Have you ever thought of launching your own product? You're not alone! A recent Ladies Who Launch survey found that 40 percent of their subscriber base had started a consumer-products business. Do you have a product idea you'd like to explore but aren't sure how to get started or how to finance development costs? Below are three easy ways to start your dream product now!
1. Create a Prototype Yourself and Sell It on Etsy.com
You might consider testing the popularity of your concept by creating a few of them and then selling them on sites like Etsy or eBay. This works well if your product is one-of-a-kind or artistic in nature (like jewelry, handbags, or artwork). Beware that to grow any business, you will need to find a way to scale production and, eventually, you will want to explore other options. Also, you should factor your time into the costs associated with developing your product to determine the real costs associated with product. In the beginning, however, this might be a great way to get feedback and bootstrap your idea.
2. Partner with a Design Firm
Partnering with a design firm is a great way to create a prototype quickly and ascertain whether getting a patent for your product makes sense. It will also help you figure out whether there's an existing patent out there that would prevent you from moving forward with your idea. Even if you are creative, crafty, or artistic, working with experts in designing consumer products is a great way to catapult your idea into something real and viable. You can structure the arrangement in many different days, but we recommend offering a sales royalty back to the design firm as the best way to compensate without paying any cash up front. Other possible ways to partner might include an equity exchange or investing some money up front in exchange for complete control. Make sure you work with a design firm that has experience in developing the type of product you want to develop. And remember: Source at least three offers before settling on one.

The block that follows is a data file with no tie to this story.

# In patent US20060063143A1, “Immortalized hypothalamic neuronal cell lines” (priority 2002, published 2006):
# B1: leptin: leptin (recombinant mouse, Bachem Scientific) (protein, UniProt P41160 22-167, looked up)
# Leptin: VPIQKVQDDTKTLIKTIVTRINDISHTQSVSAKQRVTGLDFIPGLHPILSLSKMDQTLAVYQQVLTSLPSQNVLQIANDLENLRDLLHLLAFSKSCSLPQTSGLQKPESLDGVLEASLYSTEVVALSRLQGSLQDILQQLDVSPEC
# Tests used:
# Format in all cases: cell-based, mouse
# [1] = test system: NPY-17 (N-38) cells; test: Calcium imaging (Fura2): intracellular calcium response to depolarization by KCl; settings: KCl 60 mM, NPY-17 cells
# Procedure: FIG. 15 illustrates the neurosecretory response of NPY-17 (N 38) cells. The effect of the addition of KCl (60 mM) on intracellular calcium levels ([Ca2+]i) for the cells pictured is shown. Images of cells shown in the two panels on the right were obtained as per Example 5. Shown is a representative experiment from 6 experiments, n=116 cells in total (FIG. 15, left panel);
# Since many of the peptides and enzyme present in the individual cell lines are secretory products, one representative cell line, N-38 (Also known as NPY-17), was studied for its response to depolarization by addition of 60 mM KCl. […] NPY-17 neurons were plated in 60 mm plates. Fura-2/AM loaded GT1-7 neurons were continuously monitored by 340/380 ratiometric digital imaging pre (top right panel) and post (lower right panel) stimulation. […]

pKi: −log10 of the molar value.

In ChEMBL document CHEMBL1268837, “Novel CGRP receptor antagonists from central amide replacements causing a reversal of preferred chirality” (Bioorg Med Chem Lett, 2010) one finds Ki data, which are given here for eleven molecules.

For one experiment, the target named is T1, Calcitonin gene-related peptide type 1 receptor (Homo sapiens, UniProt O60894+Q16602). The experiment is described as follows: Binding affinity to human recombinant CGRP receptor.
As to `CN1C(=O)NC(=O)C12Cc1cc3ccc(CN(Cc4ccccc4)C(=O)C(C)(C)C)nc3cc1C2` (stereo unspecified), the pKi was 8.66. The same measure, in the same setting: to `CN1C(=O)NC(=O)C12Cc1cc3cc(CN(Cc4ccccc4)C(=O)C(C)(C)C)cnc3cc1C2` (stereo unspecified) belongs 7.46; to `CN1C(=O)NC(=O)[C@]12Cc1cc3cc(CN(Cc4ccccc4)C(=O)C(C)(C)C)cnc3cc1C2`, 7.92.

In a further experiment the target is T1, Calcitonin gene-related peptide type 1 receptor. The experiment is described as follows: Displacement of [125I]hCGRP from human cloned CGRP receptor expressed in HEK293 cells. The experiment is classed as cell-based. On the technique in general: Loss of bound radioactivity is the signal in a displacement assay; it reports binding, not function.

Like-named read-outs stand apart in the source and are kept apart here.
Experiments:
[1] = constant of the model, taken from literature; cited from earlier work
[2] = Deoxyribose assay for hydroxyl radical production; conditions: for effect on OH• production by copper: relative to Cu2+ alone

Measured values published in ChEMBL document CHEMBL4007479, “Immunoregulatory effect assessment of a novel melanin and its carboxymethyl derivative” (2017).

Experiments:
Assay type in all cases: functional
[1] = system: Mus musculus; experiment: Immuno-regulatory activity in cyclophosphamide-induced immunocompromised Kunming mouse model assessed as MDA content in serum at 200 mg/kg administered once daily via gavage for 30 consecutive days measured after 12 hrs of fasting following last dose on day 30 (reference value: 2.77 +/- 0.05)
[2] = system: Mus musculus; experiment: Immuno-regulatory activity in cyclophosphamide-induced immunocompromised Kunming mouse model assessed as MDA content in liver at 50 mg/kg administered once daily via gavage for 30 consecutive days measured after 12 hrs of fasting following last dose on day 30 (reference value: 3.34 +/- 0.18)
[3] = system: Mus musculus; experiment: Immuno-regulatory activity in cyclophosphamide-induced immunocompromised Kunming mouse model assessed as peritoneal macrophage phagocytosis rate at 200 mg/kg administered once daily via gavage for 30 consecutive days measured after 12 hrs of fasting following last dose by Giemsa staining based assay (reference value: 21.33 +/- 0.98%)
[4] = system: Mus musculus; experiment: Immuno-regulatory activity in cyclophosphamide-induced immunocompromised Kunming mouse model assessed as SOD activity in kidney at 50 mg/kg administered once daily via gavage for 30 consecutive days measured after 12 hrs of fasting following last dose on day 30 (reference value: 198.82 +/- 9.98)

3. Start a Service Business to Finance Your Product Business
Many great product companies were first started as service offerings. Think of Martha Stewart, who started a catering business that eventually evolved into a media empire and products for the home that are sold in stores worldwide. What services do you have to offer? A massage therapist might invent the next massage table; a party planner may create off-the-shelf floral arrangements. Think of services you can provide and then ask yourself if you see any opportunities for products that relate back to those services. Selling your services is a great low-overhead, low-risk way to get your idea off the ground quickly while also providing you with the funds to build out your prototype. Good luck!
Text by Victoria Colligan, founder of Ladies Who Launch